G.R. No. L-21804. September 25, 1967 (Case Brief / Digest)

### Teresa Electric Power Co., Inc. vs. Public Service Commission and Filipinas Cement Corporation

#### Facts:
Teresa Electric Light and Power Co., Inc. (hereinafter referred to as petitioner) is an electric service provider in Teresa, Rizal with a certificate of public convenience issued on June 2, 1960. Filipinas Cement Corporation (hereinafter referred to as respondent), engaged in the cement manufacturing business, applied for a certificate of public convenience on May 24, 1962, to establish an electric plant for its own use and its employees within its premises in Teresa, Rizal.

The petitioner opposed the application on various grounds including lack of authorization by the respondent’s articles of incorporation, lack of municipal council approval, willingness to supply the necessary electricity to the respondent, and the argument that the respondent’s application does not fall under the jurisdiction of the Public Service Commission.

Following a series of hearings, where upon an urgent motion for postponement by the petitioner was denied, the Public Service Commission granted the certificate to the respondent on March 15, 1963, for fifty years from June 26, 1958, under certain conditions. The petitioner’s motions to set aside the decision and reopen the case were denied, leading to the filing of this petition for review.

#### Issues:
1. Whether Filipinas Cement Corporation needed to secure a municipal or legislative franchise before obtaining a certificate of public convenience and necessity.
2. Whether the respondent’s articles of incorporation authorized it to operate and maintain an electric plant.
3. Whether the respondent can be granted a certificate notwithstanding the existence of another electric plant operator in the same municipality.

#### Court’s Decision:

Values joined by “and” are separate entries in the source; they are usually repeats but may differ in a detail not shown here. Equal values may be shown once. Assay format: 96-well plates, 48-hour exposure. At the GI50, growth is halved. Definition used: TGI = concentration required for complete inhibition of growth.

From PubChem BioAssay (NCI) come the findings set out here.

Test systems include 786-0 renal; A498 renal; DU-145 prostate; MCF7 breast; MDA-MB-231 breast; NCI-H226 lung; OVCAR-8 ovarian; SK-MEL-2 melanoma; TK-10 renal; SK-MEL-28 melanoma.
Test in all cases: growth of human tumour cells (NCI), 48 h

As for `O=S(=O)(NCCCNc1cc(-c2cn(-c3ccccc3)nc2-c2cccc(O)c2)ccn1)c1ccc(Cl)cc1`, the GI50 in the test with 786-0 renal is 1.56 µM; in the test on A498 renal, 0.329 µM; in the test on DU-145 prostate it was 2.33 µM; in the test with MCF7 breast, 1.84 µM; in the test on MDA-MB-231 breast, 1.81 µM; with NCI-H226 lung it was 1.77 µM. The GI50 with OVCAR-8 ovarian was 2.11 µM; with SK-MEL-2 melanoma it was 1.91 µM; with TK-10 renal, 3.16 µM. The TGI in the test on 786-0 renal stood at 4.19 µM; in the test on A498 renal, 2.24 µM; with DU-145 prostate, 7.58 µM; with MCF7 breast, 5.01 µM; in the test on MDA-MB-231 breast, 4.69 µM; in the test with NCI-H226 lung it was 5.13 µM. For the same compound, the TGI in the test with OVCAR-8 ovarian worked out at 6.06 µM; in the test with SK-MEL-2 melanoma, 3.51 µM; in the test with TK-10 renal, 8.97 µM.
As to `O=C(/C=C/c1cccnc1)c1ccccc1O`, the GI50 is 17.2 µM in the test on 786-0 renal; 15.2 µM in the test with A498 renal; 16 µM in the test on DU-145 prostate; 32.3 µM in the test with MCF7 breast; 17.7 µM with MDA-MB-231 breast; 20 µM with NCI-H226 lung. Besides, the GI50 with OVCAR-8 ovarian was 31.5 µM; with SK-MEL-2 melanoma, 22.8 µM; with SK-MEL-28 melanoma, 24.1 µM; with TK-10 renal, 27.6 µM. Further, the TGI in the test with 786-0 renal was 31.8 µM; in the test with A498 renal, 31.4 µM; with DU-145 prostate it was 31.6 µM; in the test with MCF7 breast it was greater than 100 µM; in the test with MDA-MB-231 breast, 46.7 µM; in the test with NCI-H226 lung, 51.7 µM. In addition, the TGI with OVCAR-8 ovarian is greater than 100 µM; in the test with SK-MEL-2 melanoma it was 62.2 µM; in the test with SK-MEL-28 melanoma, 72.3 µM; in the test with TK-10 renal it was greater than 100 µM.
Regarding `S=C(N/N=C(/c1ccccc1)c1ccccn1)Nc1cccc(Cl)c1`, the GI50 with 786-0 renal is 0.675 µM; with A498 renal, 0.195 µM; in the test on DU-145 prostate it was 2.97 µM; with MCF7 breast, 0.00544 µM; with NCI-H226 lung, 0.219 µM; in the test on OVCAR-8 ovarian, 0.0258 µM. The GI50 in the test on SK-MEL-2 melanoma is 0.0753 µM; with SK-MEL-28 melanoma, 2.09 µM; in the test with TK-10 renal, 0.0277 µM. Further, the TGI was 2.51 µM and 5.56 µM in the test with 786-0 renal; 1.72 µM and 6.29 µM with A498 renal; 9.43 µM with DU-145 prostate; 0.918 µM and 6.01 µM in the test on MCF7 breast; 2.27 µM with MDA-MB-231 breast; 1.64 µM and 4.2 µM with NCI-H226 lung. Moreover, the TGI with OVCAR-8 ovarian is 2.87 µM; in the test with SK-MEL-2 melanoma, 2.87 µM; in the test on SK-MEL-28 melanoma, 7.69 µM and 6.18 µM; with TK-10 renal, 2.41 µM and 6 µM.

The Supreme Court affirmed the decision of the Public Service Commission and addressed the issues as follows:

1. **Municipal or Legislative Franchise Requirement:** The Court held that the requirement under Act No. 667 for a municipal or legislative franchise applies only to those seeking to serve the general public. Since the respondent sought the certificate exclusively for its own use and for its employees free of charge, a certificate of public convenience and necessity was deemed sufficient.

2. **Authorization under Articles of Incorporation:** The Court found that the operation of an electric plant is connected with the respondent’s business of manufacturing cement, as stipulated under paragraph 7 of its Articles of Incorporation, and thus, the respondent was authorized to establish and operate an electric plant.

3. **Existence of Another Electric Plant Operator:** The Court emphasized that the protection of operators from competition does not extend to an exclusive right to a franchise or certificate. The primary consideration is the public service and interest, which in this case, was aligned with granting the certificate to the respondent due to its specific need for 6,000 Kilowatts of power, far exceeding the petitioner’s capacity.

#### Doctrine:
The operation of a utility exclusively for an entity’s own use and for its employees does not necessitate a municipal or legislative franchise, but simply a certificate of public convenience and necessity. Also, the grant of franchises or certificates should prioritize public service and interest over protection from competition among utility providers.

#### Class Notes:
– Municipal or legislative franchises vs. certificates of public convenience: distinct requirements and applicabilities.
– Articles of Incorporation can authorize operations integral or incidental to the main business activities.
– Public service and interest are paramount in the grant of franchises and certificates, overcoming concerns of competition among providers.
– Relevant legal statutes: Act No. 667, Commonwealth Act 146 (section 15).

#### Historical Background:
This case illustrates the evolving regulatory landscape for utilities in the Philippines, particularly in contexts where private entities seek to satisfy their own utility needs independently from public providers. It underscores the balance between ensuring competitive markets and addressing specific utility needs of large industrial operations through the lens of public interest.


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